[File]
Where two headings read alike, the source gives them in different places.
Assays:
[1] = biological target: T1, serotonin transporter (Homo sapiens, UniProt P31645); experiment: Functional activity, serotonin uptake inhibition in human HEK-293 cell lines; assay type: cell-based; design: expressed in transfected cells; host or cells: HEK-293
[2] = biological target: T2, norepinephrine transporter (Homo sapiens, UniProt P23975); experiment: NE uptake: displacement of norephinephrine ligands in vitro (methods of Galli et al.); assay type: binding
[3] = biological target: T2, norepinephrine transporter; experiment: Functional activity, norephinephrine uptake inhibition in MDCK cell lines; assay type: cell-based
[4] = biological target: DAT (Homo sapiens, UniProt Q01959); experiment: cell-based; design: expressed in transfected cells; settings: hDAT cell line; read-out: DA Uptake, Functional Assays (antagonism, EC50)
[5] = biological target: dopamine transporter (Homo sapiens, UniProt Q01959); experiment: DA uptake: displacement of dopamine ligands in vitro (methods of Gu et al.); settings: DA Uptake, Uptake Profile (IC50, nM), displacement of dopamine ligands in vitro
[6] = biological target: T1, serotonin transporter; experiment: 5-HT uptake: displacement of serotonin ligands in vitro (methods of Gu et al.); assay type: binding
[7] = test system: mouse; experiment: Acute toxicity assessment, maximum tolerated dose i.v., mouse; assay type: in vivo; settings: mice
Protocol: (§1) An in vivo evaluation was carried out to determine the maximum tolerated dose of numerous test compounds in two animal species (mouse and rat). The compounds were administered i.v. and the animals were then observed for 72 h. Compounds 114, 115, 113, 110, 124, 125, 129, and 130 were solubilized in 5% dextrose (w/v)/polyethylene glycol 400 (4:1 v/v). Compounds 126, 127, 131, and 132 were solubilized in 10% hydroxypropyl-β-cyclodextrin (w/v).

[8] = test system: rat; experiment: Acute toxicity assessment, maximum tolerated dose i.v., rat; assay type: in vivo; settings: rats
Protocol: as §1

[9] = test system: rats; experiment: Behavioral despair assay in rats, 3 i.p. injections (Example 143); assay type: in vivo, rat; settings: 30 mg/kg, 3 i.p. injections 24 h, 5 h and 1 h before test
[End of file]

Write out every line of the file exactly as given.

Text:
Where two headings read alike, the source gives them in different places.
Assays:
[1] = biological target: T1, serotonin transporter (Homo sapiens, UniProt P31645); experiment: Functional activity, serotonin uptake inhibition in human HEK-293 cell lines; assay type: cell-based; design: expressed in transfected cells; host or cells: HEK-293
[2] = biological target: T2, norepinephrine transporter (Homo sapiens, UniProt P23975); experiment: NE uptake: displacement of norephinephrine ligands in vitro (methods of Galli et al.); assay type: binding
[3] = biological target: T2, norepinephrine transporter; experiment: Functional activity, norephinephrine uptake inhibition in MDCK cell lines; assay type: cell-based
[4] = biological target: DAT (Homo sapiens, UniProt Q01959); experiment: cell-based; design: expressed in transfected cells; settings: hDAT cell line; read-out: DA Uptake, Functional Assays (antagonism, EC50)
[5] = biological target: dopamine transporter (Homo sapiens, UniProt Q01959); experiment: DA uptake: displacement of dopamine ligands in vitro (methods of Gu et al.); settings: DA Uptake, Uptake Profile (IC50, nM), displacement of dopamine ligands in vitro
[6] = biological target: T1, serotonin transporter; experiment: 5-HT uptake: displacement of serotonin ligands in vitro (methods of Gu et al.); assay type: binding
[7] = test system: mouse; experiment: Acute toxicity assessment, maximum tolerated dose i.v., mouse; assay type: in vivo; settings: mice
Protocol: (§1) An in vivo evaluation was carried out to determine the maximum tolerated dose of numerous test compounds in two animal species (mouse and rat). The compounds were administered i.v. and the animals were then observed for 72 h. Compounds 114, 115, 113, 110, 124, 125, 129, and 130 were solubilized in 5% dextrose (w/v)/polyethylene glycol 400 (4:1 v/v). Compounds 126, 127, 131, and 132 were solubilized in 10% hydroxypropyl-β-cyclodextrin (w/v).

[8] = test system: rat; experiment: Acute toxicity assessment, maximum tolerated dose i.v., rat; assay type: in vivo; settings: rats
Protocol: as §1

[9] = test system: rats; experiment: Behavioral despair assay in rats, 3 i.p. injections (Example 143); assay type: in vivo, rat; settings: 30 mg/kg, 3 i.p. injections 24 h, 5 h and 1 h before test